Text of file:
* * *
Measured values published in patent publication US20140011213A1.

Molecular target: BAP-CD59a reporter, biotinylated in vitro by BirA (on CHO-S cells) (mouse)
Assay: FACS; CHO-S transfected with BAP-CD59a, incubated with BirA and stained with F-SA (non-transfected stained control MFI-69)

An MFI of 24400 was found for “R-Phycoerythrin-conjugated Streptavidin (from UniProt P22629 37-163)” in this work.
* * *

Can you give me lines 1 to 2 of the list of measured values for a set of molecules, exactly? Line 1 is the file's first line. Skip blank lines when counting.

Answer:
Measured values published in patent publication US20140011213A1.

Molecular target: BAP-CD59a reporter, biotinylated in vitro by BirA (on CHO-S cells) (mouse)